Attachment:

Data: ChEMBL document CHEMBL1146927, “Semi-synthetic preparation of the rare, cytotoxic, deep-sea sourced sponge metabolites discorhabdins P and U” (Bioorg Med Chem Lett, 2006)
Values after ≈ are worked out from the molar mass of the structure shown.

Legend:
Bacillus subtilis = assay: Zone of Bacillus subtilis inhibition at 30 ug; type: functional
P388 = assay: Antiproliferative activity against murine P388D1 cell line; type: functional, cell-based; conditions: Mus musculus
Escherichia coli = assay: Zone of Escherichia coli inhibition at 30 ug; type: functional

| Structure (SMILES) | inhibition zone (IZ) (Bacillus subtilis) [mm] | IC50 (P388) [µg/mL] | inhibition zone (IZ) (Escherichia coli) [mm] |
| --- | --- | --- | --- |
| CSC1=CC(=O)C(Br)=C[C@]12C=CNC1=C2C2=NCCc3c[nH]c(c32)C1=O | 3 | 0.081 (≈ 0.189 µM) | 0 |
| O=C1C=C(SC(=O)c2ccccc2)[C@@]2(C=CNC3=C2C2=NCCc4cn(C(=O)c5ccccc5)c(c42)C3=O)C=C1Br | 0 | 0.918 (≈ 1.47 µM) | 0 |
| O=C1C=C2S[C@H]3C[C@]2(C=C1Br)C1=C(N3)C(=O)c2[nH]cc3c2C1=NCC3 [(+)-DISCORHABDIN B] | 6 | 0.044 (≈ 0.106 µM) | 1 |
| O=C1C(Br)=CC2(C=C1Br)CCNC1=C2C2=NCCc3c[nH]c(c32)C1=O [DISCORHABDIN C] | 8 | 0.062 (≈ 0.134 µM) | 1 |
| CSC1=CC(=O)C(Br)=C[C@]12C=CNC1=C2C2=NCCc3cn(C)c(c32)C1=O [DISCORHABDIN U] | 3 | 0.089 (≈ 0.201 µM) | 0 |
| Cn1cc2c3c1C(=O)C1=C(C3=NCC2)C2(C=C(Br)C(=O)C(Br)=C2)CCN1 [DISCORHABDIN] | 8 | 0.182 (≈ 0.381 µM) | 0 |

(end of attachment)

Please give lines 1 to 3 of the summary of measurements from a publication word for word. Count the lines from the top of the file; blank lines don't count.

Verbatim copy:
Data: ChEMBL document CHEMBL1146927, “Semi-synthetic preparation of the rare, cytotoxic, deep-sea sourced sponge metabolites discorhabdins P and U” (Bioorg Med Chem Lett, 2006)
Values after ≈ are worked out from the molar mass of the structure shown.

Legend: